When Being Bad is OK!
It’s ok to be bad at something so long as you are willing to try again. If you don’t try again, you will always be bad at it. I’ve heard people say, he’s good at everything he does…not talking about me, for sure. I wonder if they really believe it or is it just an excuse for them not to try to be better themselves.
When I was 15, I asked my dad, a natural athlete, to teach me to golf. When he swung the club, it was smooth. When I would swing the club, it was erratic, and I missed the ball. I exclaimed that the club did not feel comfortable. I felt that I was really bad at golf.
Dad agreed that I had a bad swing. He agreed that the club felt uncomfortable. He even expressed reservations that I would be able to hit the ball. But, he never said I would be bad golfer. He said, “You have to be bad at something before you can ever be good at something.” He explained that people who are bad at something
and never try again, will always be bad at it.
When dad was a youngster, there weren’t any TV’s. Kids in the neighborhood, played ball, every day during the summer, and evenings and week ends during the school year… softball, baseball, football, kick ball, tennis and even golf. As he got older, he caddied at the county club and learned the game.
How many pitches did he throw until he was good enough to be recruited by the Pittsburgh Pirates in 1940? How many strikes did he have before he was consistently hitting fastballs. I remember when dad played in as many as three softball leagues during the same season.
I don’t think Dad was a natural athlete. I believe he just studied and practiced the game more than anyone around him. So do we have natural athletes or do we have individuals who have become good athletes by developing and practicing their skills?
Geoff Colvin’s book, Talent Is Overrated, gives hope to anyone who wants to get better at any task. Research showed that it takes about 1000 hours to develop a skill or what we may call a talent. They concluded that anyone who commits to developing a skill or talent could succeed.
Conversely, someone who shows a propensity for a certain skill, (at 5 years old he can hit a baseball), but becomes satisfied that he is a natural and does not practice, will be passed by the 8 year old who just learned to hit the ball a year ago.
Example: Two individuals who start on their 1000 hour journey, may work at different paces. At any given point in time, one may appear more talented because he has more hours of practice. If 1000 hours of practice takes 5 years to accomplish, that person will appear to have more talent.
The key to the successful development of a skill or talent is to never quit practicing/growing. If there is any credence to a natural talent, I will still opt for the individual who is willing to develop and grow over the “natural talent” who doesn’t need to practice anymore.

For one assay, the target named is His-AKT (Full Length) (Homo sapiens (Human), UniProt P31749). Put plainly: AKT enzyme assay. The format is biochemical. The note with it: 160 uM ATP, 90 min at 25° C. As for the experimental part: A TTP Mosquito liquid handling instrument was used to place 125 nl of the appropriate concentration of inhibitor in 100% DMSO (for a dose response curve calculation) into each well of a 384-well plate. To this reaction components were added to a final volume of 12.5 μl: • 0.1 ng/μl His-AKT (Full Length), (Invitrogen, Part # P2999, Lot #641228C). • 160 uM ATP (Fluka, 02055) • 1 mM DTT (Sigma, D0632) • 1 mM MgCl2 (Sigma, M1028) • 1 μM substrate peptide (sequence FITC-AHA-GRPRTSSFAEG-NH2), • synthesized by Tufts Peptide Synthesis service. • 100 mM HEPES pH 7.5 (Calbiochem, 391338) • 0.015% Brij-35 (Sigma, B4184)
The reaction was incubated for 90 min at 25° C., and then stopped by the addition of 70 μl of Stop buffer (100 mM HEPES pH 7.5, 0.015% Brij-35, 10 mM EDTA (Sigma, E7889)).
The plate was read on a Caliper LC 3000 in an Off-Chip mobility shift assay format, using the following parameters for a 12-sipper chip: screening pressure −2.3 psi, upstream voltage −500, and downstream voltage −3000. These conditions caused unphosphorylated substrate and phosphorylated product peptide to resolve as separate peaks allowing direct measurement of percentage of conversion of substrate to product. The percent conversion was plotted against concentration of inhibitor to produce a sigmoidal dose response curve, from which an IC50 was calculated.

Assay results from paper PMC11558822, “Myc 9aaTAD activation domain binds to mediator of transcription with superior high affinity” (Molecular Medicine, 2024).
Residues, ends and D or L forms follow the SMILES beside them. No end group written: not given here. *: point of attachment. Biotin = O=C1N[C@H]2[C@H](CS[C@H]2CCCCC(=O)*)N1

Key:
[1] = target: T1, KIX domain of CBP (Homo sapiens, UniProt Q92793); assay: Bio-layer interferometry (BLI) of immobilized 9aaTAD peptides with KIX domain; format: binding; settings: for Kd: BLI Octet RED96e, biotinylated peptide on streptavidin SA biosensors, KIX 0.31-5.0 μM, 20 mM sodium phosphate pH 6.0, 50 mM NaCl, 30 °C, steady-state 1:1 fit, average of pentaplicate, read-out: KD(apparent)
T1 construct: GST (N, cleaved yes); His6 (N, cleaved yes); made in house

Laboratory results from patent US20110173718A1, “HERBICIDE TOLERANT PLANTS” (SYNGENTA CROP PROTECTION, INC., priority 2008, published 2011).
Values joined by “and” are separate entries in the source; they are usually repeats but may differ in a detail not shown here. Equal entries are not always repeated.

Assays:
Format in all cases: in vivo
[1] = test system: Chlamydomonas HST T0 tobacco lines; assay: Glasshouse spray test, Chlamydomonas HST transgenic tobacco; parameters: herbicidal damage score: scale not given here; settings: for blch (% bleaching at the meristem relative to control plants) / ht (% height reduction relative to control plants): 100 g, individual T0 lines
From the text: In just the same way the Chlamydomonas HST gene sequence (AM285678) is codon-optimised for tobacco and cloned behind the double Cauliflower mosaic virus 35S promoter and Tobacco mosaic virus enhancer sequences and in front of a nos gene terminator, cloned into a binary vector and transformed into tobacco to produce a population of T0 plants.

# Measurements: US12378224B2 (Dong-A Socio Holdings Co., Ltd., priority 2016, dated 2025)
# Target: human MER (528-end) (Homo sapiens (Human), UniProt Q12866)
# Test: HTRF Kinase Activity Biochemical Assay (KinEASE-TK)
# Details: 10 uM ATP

I’ve seen very talented young people give up on their gift, change focus, and start to develop a new skill or talent. Even though they are good at their first talent, they will now start out bad as they develop their new skill. It is important to recognize that just because you are good at one thing, does not mean that you will automatically be good at something else. Developing the new skill/talent will require the same amount of work/practice/study as the first skill/talent.
We have to become bad at something before we can become good at something. The difference between bad and good is a function of vision, focus, commitment and time. We already recognize that a baby’s first step does not have to be perfect. Even when the baby falls down, we encourage him to get up and get his steps in order. He must be a bad walker before he becomes a good walker.
Can you imagine a parent saying, “Well, it looks like we have another bad walker. At least we’ll save money on shoes. He can just crawl around.” Not acceptable. We commit to practice. We develop the walking skill. If we continue, the child may become a runner or dancer…a talent way beyond learning to walk.
So when is it ok to be bad? When we are willing to try again. We get better through practice and repetition. But we have to start somewhere. The second time will be better than the first time. We have to be bad at something before we can be good at it.
Vision. Focus. Commitment. Time. These are the four elements that will move us from bad to good. Quitting interrupts the 1000 hour journey to success. People, who we recognize as leaders, successful businessmen, athletes or entertainers, will describe long hours of practice, study and mentoring in order to reach their success. They will also report many opportunities to quit. They will report failures that became learning experiences…they went from bad to good.
It’s OK to be bad on your way to being good. Don’t quit. Just try again.
Dr R. B. Liposky